Scientists at the University of Delaware may have developed a polymer for use in a fuel cell that has high conductivity but also does not swell, thereby avoiding a common problem with similar cells that have problems with mechanical integrity.
The membrane, says the developer, Yushan Yan, distinguished professor of engineering at the university, is a game-changing development that promises to revolutionize the way engineers think about traditional chemical crosslinking methods used to create strong fuel cell membranes. Until now, polymer membranes had to be strong and resistant to water swelling. To have that strength, however, polymer chains were traditionally chemically crosslinked. The catch was that chemical crosslinking hampered the membranes’ other functionalities, according to the University of Delaware announcement about Yan’s development.
Yan’s research team demonstrated that it is possible to create polymer bonds that are as effective as those that are chemically crosslinked, without the brittleness crosslinked polymers typically display. The announcement describes Yan’s innovation:
Yan explains that traditionally when engineers want to increase conductivity in a polymer, they increase the density of the ionic groups present in the polymer. However, with the high density comes membrane swelling, which can destroy the mechanical integrity of the polymer and reduce or eliminate its usefulness. By exploiting the fact that positive and negatively charged ions physically attract one another, Yan’s group was able to increase the strength of the polymer bond without any chemical crosslinking.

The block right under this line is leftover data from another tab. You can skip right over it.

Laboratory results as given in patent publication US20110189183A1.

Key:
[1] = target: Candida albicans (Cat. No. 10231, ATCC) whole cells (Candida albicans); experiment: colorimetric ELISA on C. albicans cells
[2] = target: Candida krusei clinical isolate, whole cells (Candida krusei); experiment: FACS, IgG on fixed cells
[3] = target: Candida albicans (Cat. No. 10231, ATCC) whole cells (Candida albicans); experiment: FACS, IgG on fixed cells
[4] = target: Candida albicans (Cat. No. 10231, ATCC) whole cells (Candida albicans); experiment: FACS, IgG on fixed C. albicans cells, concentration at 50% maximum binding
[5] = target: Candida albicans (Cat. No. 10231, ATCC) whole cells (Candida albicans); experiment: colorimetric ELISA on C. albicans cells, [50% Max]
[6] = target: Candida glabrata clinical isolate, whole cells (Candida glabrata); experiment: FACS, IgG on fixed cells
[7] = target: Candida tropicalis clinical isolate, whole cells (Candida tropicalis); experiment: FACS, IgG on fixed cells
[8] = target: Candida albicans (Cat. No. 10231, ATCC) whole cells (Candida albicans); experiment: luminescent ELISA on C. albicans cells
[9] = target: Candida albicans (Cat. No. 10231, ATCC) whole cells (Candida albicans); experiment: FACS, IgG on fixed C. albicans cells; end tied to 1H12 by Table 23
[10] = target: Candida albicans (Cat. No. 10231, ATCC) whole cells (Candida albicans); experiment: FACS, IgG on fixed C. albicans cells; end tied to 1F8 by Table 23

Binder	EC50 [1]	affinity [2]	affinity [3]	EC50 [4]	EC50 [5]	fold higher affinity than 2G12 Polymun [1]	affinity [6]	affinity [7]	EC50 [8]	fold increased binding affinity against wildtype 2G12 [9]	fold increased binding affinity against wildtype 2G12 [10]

Yan took advantage of the van der Waals interaction, a group of weak molecular interactions. “We realized that we can play with the van der Waals interaction between the polymer chains, because a positive charge complemented by a negative charge creates what’s called a ‘dipole moment’ that polarizes the molecules and causes them to attract; and the larger the dipole moment, the stronger the interaction,” he says.
The team then designed the polymer chain to have high electron density and therefore be more influenced by the van der Waal interaction, increasing the attractive force without creating any chemical bond. “It is a bond that is created by the presence and strength of these positive and negative charges,” Yan says.
The discovery of leveraging the van der Waal force was an accident that occurred while experimenting with new polymers. “We suddenly realized that the membrane wasn’t swelling anymore, but conductivity remained high,” Yan says.
The development would reduce costs for manufacturing fuel cells, Yan says, allowing the technology to become more competitive with conventional technology that often uses expensive platinum. Yan sees the technology as one that can replicate the conventional lifespan of a vehicle’s internal combustion engine.
Source: “Opposites attract,” University of Delaware press release, 6/29/12
Image by Kathy F. Atkinson, University of Delaware, used with permission.
Dale McGeehon has been a journalist and editor for more than 25 years, covering chemical regulation and testing for Pesticides and Toxic Chemical News and innovations in material sciences for the National Technology Transfer Center. His writing credits include Omni and College Park magazines and The New York Times.